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How can I add a filesystem to an existing zone?

There are four methods. The following list uses UFS examples, but other types of file
systems, such as HSFS and VxFS, can be used in the zonecfg "fs" resource
type property or attached by mount(1M).

1. Create and mount the filesystem in the global zone and use LOFS to mount it
into the non-global zone (very safe)

global# # mkdir -p /zones/data/au11qsn01ttels2/optapporacle


global#zonecfg -z au11qsn01rtels2
zonecfg:m1> add fs
zonecfg:m1:fs> set dir=/opt/app/oracle
zonecfg:m1:fs> set special=/zones/data/au11qsn01rtels2/optapporacle
zonecfg:m1:fs> set type=lofs
zonecfg:m1:fs> add options [ro,nodevices]
zonecfg:m1:fs> end
zonecfg:m1:fs> verify
zonecfg:m1:fs> commit
zonecfg:m1:fs>exit

global#mount -F lofs /zones/data/au11qsn01rtels2/optapporacle


/zones/au11qsn01rtels2/root/opt/app/oracle

2. Create the filesystem in the global zone and use zonecfg to mount the
filesystem into the zone as a UFS filesystem (very safe)

3.Export the device associated with the disk partition to the non-global
zone, create the filesystem in the non-global zone and mount it. Security
consideration: If a _block_ device is present in the zone, a malicious user
could create a corrupt filesystem image on that device, and mount a
filesystem. This might cause the system to panic. The problem is less
acute with raw (character) devices. Disk devices should only be placed into
a zone that is part of a relatively trusted infrastructure.

4.Mount a UFS filesystem directly into the non-global zone’s directory


structure (allows dynamic modifications to the mount without rebooting the
non-global zone)

A. How to Import Raw and Block Devices by Using zonecfg


This procedure uses the lofi file driver, which exports a file as a block device.

1. Become superuser, or assume the Primary Administrator role.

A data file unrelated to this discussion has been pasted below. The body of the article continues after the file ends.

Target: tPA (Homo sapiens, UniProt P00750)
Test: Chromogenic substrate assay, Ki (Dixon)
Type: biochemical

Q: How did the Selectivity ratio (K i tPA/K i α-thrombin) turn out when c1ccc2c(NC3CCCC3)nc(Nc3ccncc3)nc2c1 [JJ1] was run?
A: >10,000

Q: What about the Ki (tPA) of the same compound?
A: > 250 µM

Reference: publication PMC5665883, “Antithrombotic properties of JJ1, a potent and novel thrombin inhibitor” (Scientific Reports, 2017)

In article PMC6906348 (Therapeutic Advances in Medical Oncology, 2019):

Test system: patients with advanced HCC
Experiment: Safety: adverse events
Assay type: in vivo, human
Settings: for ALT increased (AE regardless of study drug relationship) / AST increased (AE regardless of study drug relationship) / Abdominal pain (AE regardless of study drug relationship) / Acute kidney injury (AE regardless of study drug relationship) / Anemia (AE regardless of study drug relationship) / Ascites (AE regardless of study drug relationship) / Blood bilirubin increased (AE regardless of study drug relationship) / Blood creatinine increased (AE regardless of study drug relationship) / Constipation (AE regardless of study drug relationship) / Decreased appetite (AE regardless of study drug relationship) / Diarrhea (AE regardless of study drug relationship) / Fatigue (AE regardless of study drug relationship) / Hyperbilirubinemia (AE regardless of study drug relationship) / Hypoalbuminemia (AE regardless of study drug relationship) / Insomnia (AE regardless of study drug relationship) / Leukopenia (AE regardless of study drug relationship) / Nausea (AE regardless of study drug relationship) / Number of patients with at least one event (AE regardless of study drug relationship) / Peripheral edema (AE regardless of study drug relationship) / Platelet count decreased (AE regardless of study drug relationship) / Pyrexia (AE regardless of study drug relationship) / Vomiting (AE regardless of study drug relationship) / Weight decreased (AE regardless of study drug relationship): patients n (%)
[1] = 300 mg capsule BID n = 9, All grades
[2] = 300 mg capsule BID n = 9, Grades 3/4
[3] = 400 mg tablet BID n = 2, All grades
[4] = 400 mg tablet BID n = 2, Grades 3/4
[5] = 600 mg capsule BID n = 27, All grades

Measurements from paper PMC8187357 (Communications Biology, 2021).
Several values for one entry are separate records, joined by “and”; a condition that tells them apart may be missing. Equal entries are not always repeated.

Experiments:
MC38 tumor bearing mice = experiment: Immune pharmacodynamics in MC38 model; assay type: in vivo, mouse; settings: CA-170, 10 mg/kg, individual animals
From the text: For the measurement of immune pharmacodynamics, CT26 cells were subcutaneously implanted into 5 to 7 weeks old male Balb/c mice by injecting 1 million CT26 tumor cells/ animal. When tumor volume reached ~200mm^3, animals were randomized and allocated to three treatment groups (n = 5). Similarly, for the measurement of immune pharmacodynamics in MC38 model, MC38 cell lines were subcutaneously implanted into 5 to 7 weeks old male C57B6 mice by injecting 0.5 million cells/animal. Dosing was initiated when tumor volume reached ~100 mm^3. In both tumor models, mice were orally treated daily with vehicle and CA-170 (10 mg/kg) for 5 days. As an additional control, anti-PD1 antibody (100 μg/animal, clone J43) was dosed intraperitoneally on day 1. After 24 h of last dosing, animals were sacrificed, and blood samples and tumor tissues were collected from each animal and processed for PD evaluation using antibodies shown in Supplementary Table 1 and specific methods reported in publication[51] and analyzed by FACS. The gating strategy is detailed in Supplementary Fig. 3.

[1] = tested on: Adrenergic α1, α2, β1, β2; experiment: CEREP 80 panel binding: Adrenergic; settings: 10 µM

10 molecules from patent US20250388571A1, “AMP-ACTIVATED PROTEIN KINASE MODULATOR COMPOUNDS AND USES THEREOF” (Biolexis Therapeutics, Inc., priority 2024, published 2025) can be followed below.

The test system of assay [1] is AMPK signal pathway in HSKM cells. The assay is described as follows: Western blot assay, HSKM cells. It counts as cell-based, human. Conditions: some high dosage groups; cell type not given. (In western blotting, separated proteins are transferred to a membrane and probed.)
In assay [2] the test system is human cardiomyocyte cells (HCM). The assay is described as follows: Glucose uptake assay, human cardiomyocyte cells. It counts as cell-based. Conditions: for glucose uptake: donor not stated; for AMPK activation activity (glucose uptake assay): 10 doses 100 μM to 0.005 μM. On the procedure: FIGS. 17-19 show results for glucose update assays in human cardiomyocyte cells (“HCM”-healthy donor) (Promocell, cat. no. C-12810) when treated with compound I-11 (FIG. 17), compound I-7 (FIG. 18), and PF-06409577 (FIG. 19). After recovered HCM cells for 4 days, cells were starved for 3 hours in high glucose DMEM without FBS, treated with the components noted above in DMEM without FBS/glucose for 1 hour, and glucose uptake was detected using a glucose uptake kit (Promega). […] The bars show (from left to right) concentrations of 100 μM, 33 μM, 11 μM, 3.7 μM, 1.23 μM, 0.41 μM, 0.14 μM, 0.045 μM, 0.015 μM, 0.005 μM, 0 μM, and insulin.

To create the role and assign the role to a user, see Using the Solaris Management
Tools With RBAC (Task Map) in System Administration Guide: Basic
Administration.

2. Change directories to /usr/tmp.

global# cd /usr/tmp

3. Create a new UFS file system.

global# mkfile 10m fsfile

4. Attach the file as a block device.

The first available slot, which is /dev/lofi/1 if no other lofi devices have been
created, is used.

global# lofiadm -a `pwd`/fsfile

You will also get the required character device.

5. Import the devices into the zone my-zone.

global# zonecfg -z my-zone


zonecfg:my-zone> add device
zonecfg:my-zone:device> set match=/dev/rlofi/1
zonecfg:my-zone:device> end
zonecfg:my-zone> add device
zonecfg:my-zone:device> set match=/dev/lofi/1
zonecfg:my-zone:device> end

6. Reboot the zone.

global# zoneadm -z my-zone boot

7. Log in to the zone and verify that the devices were successfully imported.

my-zone# ls -l /dev/*lofi/*

8. You will see a display that is similar to this:


brw------- 1 root sys 147, 1 Jan 7 11:26 /dev/lofi/1
crw------- 1 root sys 147, 1 Jan 7 11:26 /dev/rlofi/1

B. How to Mount the File System Manually


You must be the zone administrator and have the Zone Management profile to perform
this procedure. This procedure uses the newfs command, which is described in the
newfs(1M) man page.

1. Become superuser, or have the Zone Management rights profile in your list of
profiles.
2. In the zone my-zone, create a new file system on the disk.

my-zone# newfs /dev/lofi/1

3. Respond yes at the prompt.

newfs: construct a new file system /dev/rlofi/1: (y/n)? y

4. You will see a display that is similar to this:

/dev/rlofi/1: 20468 sectors in 34 cylinders of 1 tracks, 602 sectors


10.0MB in 3 cyl groups (16 c/g, 4.70MB/g, 2240 i/g)
super-block backups (for fsck -F ufs -o b=#) at: